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Mattituck-Cutchogue students refurbish 70-year-old tractor

A shiny red and cream-colored tractor sits outside the main entrance of Mattituck High School. At night, the vehicle glows white with Christmas lights.

But it’s not new to the high school; the tractor has been on school grounds for 70 years.

Refurbishment of the district’s 1948 Ford Jubilee tractor started back in October with students from Mike Jablonski’s woodshop class. Last week, the spiffed up but nonfunctional tractor was placed outside the high school, facing Main Road.

The tractor was placed in storage by the grounds crew and maintenance crew leader Tom Kelly after it developed mechanical issues several years ago. The district later replaced it. Principal Shawn Petretti said the vintage tractor often came up in conversation within the district, and that’s when he suggested that the Board of Education donate it to the Class of 2015 to be refurbished.

“I had some boys that were going to refurbish it in that class, but they never got around to it,” Mr. Petretti said.

Earlier this academic year, the principal asked Mr. Jablonski if the 9th- to 12th-graders in his woodshop class would tackle the project. In turn, Mr. Jablonski said, he reached out to two former students — seniors Tyler Noorman and Greg Hauser — who jumped on it immediately. Soon after, senior James Kirchberger, a current woodshop student, also got involved.

“They wanted to do something new and different, so it was perfect,” Mr. Jablonski said.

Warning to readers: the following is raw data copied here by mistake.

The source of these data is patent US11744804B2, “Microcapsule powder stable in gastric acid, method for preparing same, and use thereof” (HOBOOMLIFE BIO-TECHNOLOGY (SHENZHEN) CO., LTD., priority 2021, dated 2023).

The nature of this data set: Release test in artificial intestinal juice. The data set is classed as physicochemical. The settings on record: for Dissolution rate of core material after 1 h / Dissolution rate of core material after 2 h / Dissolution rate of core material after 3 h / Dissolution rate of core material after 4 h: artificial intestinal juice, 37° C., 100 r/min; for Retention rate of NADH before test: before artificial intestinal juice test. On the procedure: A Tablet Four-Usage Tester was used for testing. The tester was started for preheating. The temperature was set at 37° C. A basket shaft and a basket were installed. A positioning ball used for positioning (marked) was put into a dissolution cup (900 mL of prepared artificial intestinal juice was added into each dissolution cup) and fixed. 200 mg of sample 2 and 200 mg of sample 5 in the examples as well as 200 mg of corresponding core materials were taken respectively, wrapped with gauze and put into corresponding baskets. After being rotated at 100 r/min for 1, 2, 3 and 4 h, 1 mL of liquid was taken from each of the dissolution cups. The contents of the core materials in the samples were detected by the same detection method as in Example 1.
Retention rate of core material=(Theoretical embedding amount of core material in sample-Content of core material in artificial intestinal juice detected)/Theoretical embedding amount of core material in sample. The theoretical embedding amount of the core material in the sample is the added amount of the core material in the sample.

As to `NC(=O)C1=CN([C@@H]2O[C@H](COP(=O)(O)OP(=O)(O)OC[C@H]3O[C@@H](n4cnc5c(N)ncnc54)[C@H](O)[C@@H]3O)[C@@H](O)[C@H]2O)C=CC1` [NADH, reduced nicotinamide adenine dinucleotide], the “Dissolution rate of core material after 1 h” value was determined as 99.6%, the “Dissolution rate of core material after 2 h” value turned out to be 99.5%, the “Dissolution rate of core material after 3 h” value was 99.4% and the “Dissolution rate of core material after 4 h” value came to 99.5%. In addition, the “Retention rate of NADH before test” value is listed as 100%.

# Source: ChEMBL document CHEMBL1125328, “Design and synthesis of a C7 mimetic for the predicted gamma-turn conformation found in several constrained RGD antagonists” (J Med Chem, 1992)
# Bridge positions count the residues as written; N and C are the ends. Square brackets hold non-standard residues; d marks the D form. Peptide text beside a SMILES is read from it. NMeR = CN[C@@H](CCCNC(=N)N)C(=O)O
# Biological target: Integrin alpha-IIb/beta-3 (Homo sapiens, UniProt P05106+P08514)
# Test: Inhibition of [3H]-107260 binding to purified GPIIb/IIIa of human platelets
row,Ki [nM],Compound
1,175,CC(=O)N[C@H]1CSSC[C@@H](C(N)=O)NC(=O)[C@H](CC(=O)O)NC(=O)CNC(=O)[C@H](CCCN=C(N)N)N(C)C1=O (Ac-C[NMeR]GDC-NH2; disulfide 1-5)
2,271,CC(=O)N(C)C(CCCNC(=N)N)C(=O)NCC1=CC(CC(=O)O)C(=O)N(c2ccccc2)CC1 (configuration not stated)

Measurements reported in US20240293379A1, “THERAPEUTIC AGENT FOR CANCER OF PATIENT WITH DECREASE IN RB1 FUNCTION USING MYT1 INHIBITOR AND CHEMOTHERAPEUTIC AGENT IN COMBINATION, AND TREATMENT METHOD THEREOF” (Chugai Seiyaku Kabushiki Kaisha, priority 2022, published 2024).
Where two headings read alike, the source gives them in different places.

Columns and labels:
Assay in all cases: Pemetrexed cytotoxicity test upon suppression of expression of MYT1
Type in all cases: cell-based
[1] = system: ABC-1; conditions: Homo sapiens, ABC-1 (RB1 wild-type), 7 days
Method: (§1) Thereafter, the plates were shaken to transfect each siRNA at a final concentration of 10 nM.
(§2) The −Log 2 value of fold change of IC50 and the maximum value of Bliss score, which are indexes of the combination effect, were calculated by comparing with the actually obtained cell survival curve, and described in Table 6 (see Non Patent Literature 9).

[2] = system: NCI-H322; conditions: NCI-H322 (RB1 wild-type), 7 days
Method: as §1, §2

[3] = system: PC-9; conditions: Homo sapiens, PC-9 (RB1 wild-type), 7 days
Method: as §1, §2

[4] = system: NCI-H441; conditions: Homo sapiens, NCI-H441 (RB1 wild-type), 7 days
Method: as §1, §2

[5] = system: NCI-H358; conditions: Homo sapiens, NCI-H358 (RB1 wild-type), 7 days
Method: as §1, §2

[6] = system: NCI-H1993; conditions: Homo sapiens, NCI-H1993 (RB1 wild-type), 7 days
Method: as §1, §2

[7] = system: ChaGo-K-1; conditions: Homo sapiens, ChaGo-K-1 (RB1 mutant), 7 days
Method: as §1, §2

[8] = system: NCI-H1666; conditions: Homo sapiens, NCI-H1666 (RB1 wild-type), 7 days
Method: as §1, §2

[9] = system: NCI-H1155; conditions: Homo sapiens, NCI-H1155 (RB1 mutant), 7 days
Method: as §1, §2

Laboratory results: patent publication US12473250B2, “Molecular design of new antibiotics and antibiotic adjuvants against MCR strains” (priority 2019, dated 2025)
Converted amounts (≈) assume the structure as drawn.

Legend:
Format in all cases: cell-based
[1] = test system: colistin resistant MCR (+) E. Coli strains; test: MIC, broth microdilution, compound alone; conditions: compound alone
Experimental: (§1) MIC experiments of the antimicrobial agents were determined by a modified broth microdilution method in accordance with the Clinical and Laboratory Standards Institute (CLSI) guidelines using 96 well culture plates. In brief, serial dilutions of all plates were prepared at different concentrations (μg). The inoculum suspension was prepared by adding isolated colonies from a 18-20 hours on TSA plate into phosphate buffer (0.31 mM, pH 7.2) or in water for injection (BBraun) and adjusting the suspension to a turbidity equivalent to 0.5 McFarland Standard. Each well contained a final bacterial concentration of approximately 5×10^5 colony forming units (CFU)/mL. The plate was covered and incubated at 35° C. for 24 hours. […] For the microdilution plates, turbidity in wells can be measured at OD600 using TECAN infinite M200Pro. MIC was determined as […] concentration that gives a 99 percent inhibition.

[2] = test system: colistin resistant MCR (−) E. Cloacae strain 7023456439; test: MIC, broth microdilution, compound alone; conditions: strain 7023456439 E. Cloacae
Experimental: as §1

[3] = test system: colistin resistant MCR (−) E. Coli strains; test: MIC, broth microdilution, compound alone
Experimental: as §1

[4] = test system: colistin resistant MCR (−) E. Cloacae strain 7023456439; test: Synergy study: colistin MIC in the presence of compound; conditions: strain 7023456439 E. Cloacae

The principal said the trio is the district’s “special woodshop team.” Working behind the high school woodshop studio, the students scraped the old paint from the tractor, then sanded, primed and repainted it.

“The wrapping process took a little bit,” James laughed. “That was painful … We had to take canvas and paper and just tape it all up, so when you paint it, you don’t paint over the wrong areas.”

Mr. Petretti said the tractor was used on school property to move equipment since its origin in 1948.

“The Jubilee tractors were mass-produced after World War II to accommodate all the soldiers coming home and the boom in farming,” Mr. Petretti said.

Mr. Petretti said he and Mr. Jablonski were unsure if the tractor should be repainted in school blue and yellow, but the students decided to maintain its red and cream colors for the historical significance.

The machine may remain in front of the school until Tractor Day – an end-of-the-year event dating back to 1996 during which students drive their families’ tractors onto campus.

Mr. Petretti said the tractor represents Mattituck’s heritage.

“Obviously, the kids in the school still relate to the farming industry,” he said. “That was the North Fork, that was Mattituck-Cutchogue, and obviously we still have some families that keep that tradition going and get excited about it.”

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Photo caption: The refurbished tractor has a new home on the front lawn of Mattituck High School. (Kate Nalepinski photo)